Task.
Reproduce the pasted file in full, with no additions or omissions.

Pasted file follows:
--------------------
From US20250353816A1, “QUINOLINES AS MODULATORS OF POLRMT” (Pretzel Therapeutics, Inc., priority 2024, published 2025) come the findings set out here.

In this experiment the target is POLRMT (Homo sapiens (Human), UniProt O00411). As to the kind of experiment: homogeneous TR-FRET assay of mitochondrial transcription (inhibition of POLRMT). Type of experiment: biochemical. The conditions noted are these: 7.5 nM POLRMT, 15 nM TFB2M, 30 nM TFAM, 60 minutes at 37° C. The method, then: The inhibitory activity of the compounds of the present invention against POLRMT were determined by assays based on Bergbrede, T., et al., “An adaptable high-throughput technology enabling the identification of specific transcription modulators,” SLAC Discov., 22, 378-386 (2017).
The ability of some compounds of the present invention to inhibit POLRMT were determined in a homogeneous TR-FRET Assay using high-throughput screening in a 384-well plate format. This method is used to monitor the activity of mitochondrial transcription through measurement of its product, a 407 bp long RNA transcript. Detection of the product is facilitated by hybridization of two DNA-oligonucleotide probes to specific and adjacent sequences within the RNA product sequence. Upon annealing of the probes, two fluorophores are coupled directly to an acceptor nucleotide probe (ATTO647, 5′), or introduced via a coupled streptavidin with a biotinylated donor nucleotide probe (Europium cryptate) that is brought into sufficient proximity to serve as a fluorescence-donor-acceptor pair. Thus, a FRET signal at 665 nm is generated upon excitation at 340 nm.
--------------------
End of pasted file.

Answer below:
From US20250353816A1, “QUINOLINES AS MODULATORS OF POLRMT” (Pretzel Therapeutics, Inc., priority 2024, published 2025) come the findings set out here.

In this experiment the target is POLRMT (Homo sapiens (Human), UniProt O00411). As to the kind of experiment: homogeneous TR-FRET assay of mitochondrial transcription (inhibition of POLRMT). Type of experiment: biochemical. The conditions noted are these: 7.5 nM POLRMT, 15 nM TFB2M, 30 nM TFAM, 60 minutes at 37° C. The method, then: The inhibitory activity of the compounds of the present invention against POLRMT were determined by assays based on Bergbrede, T., et al., “An adaptable high-throughput technology enabling the identification of specific transcription modulators,” SLAC Discov., 22, 378-386 (2017).
The ability of some compounds of the present invention to inhibit POLRMT were determined in a homogeneous TR-FRET Assay using high-throughput screening in a 384-well plate format. This method is used to monitor the activity of mitochondrial transcription through measurement of its product, a 407 bp long RNA transcript. Detection of the product is facilitated by hybridization of two DNA-oligonucleotide probes to specific and adjacent sequences within the RNA product sequence. Upon annealing of the probes, two fluorophores are coupled directly to an acceptor nucleotide probe (ATTO647, 5′), or introduced via a coupled streptavidin with a biotinylated donor nucleotide probe (Europium cryptate) that is brought into sufficient proximity to serve as a fluorescence-donor-acceptor pair. Thus, a FRET signal at 665 nm is generated upon excitation at 340 nm.